March 7 (Reuters) – Most emerging Asia ex-China equity markets witnessed foreign outflows in February as strong US economic data stirred worries that the Federal Reserve would keep interest rates higher for longer than anticipated.
Foreigners sold equities worth a net USD 2.1 billion in Thai, Indian, the Philippine and Vietnam markets, data from stock exchanges showed.
“We think the primary reason behind the weak FII flows in February was the profound shift in the market’s expectations of Fed’s rate-hike trajectory,” said Manishi Raychaudhuri, Asia-Pacific head of equity research at BNP Paribas.
“At the end of January, the market’s expectation of peak Fed Funds rate was 4.9%. By late February, it jumped to 5.5%.”
US consumer inflation rose higher than expected in January, while its job growth accelerated, prompting the change in sentiment towards the Fed’s policy.
The trend of money flowing from South Asia into North Asian equities continued in February due to China’s plans to reopen borders.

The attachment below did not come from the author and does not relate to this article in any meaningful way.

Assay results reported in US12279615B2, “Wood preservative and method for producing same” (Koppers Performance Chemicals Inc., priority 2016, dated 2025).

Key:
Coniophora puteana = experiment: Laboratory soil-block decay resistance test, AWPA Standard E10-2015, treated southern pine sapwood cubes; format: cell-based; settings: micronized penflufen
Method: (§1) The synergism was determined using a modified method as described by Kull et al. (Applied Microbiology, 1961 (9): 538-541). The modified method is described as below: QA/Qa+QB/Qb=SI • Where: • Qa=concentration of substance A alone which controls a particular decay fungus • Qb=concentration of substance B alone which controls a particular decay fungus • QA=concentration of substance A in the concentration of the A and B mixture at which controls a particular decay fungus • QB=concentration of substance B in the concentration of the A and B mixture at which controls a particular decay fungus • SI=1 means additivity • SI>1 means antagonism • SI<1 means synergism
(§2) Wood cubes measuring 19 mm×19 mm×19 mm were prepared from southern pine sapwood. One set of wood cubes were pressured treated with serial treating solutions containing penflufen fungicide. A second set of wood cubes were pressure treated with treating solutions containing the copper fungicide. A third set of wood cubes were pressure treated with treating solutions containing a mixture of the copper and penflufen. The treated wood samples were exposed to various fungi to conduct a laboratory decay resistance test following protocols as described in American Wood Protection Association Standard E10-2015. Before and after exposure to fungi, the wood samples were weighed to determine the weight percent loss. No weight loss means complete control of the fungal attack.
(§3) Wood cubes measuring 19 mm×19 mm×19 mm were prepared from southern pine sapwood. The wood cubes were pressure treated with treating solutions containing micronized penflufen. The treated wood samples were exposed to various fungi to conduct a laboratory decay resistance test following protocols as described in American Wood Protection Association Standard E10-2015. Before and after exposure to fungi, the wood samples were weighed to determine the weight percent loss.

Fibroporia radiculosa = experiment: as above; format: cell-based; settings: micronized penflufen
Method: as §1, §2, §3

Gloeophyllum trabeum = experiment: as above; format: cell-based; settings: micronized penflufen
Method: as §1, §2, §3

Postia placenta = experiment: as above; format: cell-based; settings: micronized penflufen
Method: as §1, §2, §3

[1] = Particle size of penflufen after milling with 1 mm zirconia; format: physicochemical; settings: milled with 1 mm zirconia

Thai equities suffered USD 1.28 billion worth of foreign outflows, the biggest monthly net selling by outsiders since April 2020.
Meanwhile, Indian and Philippine equities also recorded USD 647 million and USD 155 million worth of foreign outflows.
However, foreigners purchased South Korean and Taiwanese stocks for a second straight month, with inflows amounting to USD 918 million and USD 877 million, respectively.
“For India, the Adani Group saga has triggered some fears of a widespread financial contagion in February, which drove some de-risking in India equities among foreign investors,” said Yeap Jun Rong, strategist at IG.
On the other hand, Indonesian equities received USD 378 million in February after seeing outflows worth USD 1.55 billion in the previous two months.
“Looking ahead, a key factor will be whether Indonesia will continue to demonstrate economic growth, such as continued loan growth by big banks and positive consumption data,” said Jerry Goh, investment manager of Asian equities at fund house abrdn.
(Reporting by Gaurav Dogra and Patturaja Murugaboopathy in Bengaluru; Editing by Sherry Jacob-Phillips)
This article originally appeared on reuters.com